Rail services "heavily disrupted" this Wednesday and Thursday

The Francophone trades unions are not changing their plans for a 48-hour rail strike to be held this Wednesday and Thursday. This is contrary to their Flemish colleagues, who earlier decided to suspend the industrial action to give the social talks a better chance. With half of the workforce on strike, rail services are bound to be (heavily) disrupted for two days. The strike starts at 10pm tomorrow.

The Francophone trades union CGSP-Cheminots sent a clear message on Twitter: "Time is up", it said late yesterday, as an ultimatum to the federal Transport Minister Jacqueline Galant expired.

They wanted her to make a first move and to make a first good will gesture, but the minister refused and pointed to the unions instead. Galant explained she does not want to give in to blackmail via the media.

With the Francophone unions holding a strike and their Dutch-speaking counterparts suspending it, the rail unions seem to be more divided than ever. The Flemish Christian democrat union ACV-Transcom had a final discussion with their Francophone colleagues to have them reconsider their decision this morning, but this didn't change a lot. Luc Piens: "We have the same goal, but apparently different means to achieve this."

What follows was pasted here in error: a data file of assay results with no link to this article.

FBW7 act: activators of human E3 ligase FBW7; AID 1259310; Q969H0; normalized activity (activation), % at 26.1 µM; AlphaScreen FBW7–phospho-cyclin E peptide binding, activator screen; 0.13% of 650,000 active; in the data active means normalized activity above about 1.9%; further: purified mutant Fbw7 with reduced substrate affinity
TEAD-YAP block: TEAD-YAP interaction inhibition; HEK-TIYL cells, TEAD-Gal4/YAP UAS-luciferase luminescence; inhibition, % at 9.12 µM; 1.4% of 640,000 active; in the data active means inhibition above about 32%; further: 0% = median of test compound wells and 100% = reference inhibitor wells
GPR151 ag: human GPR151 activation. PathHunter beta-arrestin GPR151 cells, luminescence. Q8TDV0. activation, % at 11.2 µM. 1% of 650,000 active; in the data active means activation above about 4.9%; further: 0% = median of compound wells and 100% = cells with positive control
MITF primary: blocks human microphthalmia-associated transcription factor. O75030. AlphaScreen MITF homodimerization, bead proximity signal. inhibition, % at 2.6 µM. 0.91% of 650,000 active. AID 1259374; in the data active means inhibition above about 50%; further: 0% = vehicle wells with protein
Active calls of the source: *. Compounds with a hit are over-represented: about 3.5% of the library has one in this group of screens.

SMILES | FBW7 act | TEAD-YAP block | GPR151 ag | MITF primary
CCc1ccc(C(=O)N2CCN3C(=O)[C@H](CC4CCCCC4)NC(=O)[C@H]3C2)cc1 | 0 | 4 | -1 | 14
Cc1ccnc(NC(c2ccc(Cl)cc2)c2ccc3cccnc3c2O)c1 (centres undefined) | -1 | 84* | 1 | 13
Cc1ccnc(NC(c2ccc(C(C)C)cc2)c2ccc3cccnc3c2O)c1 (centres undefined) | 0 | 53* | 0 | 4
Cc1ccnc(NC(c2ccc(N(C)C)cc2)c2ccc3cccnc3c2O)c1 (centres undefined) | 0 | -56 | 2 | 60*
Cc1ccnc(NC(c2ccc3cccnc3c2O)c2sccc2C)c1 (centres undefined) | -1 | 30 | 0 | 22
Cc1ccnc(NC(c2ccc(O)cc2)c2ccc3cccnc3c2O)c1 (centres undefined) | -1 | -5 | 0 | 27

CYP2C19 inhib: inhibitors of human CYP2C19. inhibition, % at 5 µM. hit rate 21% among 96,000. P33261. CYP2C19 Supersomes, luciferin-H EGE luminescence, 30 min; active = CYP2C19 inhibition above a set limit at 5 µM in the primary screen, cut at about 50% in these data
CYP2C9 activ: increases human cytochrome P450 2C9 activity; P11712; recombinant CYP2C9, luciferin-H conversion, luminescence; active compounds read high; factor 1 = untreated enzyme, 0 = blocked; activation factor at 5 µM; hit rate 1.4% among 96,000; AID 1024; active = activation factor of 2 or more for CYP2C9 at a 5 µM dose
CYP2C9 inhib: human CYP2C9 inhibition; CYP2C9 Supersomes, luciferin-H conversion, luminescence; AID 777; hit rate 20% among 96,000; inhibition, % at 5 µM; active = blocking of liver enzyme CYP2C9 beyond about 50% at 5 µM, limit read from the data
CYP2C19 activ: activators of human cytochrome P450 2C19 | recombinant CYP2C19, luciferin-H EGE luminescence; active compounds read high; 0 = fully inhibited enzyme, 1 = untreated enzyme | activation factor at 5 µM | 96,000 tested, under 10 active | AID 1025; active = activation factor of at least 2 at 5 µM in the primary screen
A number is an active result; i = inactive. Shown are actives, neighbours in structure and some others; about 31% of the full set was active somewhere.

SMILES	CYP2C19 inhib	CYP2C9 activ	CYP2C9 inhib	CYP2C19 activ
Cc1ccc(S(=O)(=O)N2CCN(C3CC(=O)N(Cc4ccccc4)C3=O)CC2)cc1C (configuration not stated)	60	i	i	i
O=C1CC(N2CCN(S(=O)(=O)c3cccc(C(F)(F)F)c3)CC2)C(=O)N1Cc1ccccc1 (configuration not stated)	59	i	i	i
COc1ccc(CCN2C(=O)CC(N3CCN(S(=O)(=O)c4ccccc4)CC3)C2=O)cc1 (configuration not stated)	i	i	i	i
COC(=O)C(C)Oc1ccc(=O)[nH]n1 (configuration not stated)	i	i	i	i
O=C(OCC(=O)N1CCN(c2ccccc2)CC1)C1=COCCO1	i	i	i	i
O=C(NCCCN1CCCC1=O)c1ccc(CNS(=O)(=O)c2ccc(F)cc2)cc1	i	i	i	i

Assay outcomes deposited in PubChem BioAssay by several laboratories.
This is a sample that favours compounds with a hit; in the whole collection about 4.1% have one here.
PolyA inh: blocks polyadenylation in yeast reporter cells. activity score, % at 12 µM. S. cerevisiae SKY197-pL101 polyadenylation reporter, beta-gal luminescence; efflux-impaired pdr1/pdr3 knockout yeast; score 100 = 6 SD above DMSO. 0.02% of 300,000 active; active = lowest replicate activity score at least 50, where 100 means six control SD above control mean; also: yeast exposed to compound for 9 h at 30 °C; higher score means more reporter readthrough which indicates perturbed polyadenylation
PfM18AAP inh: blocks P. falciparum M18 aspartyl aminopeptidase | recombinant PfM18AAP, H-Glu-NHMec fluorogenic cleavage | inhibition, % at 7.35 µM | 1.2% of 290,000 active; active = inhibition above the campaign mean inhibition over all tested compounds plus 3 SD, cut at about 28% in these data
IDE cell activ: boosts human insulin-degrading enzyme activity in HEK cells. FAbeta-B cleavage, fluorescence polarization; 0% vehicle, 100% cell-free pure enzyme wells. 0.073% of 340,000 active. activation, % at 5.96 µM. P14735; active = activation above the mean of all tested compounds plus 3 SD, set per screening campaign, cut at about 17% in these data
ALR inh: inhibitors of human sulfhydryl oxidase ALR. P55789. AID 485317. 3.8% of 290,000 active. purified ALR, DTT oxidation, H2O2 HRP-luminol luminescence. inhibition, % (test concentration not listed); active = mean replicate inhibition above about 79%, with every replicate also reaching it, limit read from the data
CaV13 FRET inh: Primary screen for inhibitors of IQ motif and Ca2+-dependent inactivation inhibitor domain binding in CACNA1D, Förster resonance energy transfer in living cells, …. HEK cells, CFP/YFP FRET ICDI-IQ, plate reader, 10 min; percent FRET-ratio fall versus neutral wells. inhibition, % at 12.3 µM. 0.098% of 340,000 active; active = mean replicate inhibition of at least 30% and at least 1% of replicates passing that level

"Modernisation" of Belgian Rail sparks unrest

The Flemish unions are suspending the strike to reach out to the government that only wanted to appoint a mediator if the unions would postpone their industrial action. If so, talks could start to resolve the social conflict.

Minister Galant says she wants to "modernise" the rail company and "prepare it for a sustainable future." The government wants to step up productivity among rail workers, who would have to work one hour more each week. Unions also claim working conditions will deteriorate, and they would have worse compensation for weekends or late hours.

Which trains are runnig?

It is unclear which services will be hit and which trains will run. Belgian Rail says services will be "heavily disrupted".

In Flanders, disruption should be smaller. All trains that don't have to pass through Brussels and that are staying in Flanders, should run. If you are taking a train between Ghent and Antwerp, you have a good chance to make it to your destination.

However, most rail links pass through Brussels. If anything goes wrong on the north-south axis, you could be in for trouble. It is not clear yet how many trains will be operating. This will depend on how much staff will be working in the capital. Trains in Wallonia will generally be scrapped.

The rail company NMBS is advising passengers to check the website rail time.